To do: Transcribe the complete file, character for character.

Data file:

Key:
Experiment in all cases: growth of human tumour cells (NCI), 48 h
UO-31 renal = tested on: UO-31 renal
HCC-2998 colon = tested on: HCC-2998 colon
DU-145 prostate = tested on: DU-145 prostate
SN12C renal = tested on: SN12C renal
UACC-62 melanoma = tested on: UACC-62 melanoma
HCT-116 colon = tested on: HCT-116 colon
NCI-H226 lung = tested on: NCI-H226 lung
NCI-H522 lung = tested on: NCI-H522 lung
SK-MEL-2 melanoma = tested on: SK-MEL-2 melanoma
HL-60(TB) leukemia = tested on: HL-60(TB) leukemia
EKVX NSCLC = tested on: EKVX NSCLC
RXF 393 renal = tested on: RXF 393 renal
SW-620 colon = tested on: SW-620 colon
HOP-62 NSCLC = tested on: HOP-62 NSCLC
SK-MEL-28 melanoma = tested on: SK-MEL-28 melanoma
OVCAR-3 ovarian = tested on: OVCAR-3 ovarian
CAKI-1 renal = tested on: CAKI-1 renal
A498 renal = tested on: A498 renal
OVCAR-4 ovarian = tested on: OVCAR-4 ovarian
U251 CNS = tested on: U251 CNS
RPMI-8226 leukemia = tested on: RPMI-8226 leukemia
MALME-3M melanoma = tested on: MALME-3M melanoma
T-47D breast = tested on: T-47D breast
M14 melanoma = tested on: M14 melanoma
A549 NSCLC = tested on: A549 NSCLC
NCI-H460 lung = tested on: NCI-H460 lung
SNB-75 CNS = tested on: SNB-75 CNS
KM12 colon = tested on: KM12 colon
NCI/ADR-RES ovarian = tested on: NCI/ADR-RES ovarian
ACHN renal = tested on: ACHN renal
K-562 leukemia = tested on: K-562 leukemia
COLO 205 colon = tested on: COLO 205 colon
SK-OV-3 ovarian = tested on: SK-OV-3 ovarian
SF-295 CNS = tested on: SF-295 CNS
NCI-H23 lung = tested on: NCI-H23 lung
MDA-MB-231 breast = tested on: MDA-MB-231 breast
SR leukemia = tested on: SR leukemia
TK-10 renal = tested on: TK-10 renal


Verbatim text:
Key:
Experiment in all cases: growth of human tumour cells (NCI), 48 h
UO-31 renal = tested on: UO-31 renal
HCC-2998 colon = tested on: HCC-2998 colon
DU-145 prostate = tested on: DU-145 prostate
SN12C renal = tested on: SN12C renal
UACC-62 melanoma = tested on: UACC-62 melanoma
HCT-116 colon = tested on: HCT-116 colon
NCI-H226 lung = tested on: NCI-H226 lung
NCI-H522 lung = tested on: NCI-H522 lung
SK-MEL-2 melanoma = tested on: SK-MEL-2 melanoma
HL-60(TB) leukemia = tested on: HL-60(TB) leukemia
EKVX NSCLC = tested on: EKVX NSCLC
RXF 393 renal = tested on: RXF 393 renal
SW-620 colon = tested on: SW-620 colon
HOP-62 NSCLC = tested on: HOP-62 NSCLC
SK-MEL-28 melanoma = tested on: SK-MEL-28 melanoma
OVCAR-3 ovarian = tested on: OVCAR-3 ovarian
CAKI-1 renal = tested on: CAKI-1 renal
A498 renal = tested on: A498 renal
OVCAR-4 ovarian = tested on: OVCAR-4 ovarian
U251 CNS = tested on: U251 CNS
RPMI-8226 leukemia = tested on: RPMI-8226 leukemia
MALME-3M melanoma = tested on: MALME-3M melanoma
T-47D breast = tested on: T-47D breast
M14 melanoma = tested on: M14 melanoma
A549 NSCLC = tested on: A549 NSCLC
NCI-H460 lung = tested on: NCI-H460 lung
SNB-75 CNS = tested on: SNB-75 CNS
KM12 colon = tested on: KM12 colon
NCI/ADR-RES ovarian = tested on: NCI/ADR-RES ovarian
ACHN renal = tested on: ACHN renal
K-562 leukemia = tested on: K-562 leukemia
COLO 205 colon = tested on: COLO 205 colon
SK-OV-3 ovarian = tested on: SK-OV-3 ovarian
SF-295 CNS = tested on: SF-295 CNS
NCI-H23 lung = tested on: NCI-H23 lung
MDA-MB-231 breast = tested on: MDA-MB-231 breast
SR leukemia = tested on: SR leukemia
TK-10 renal = tested on: TK-10 renal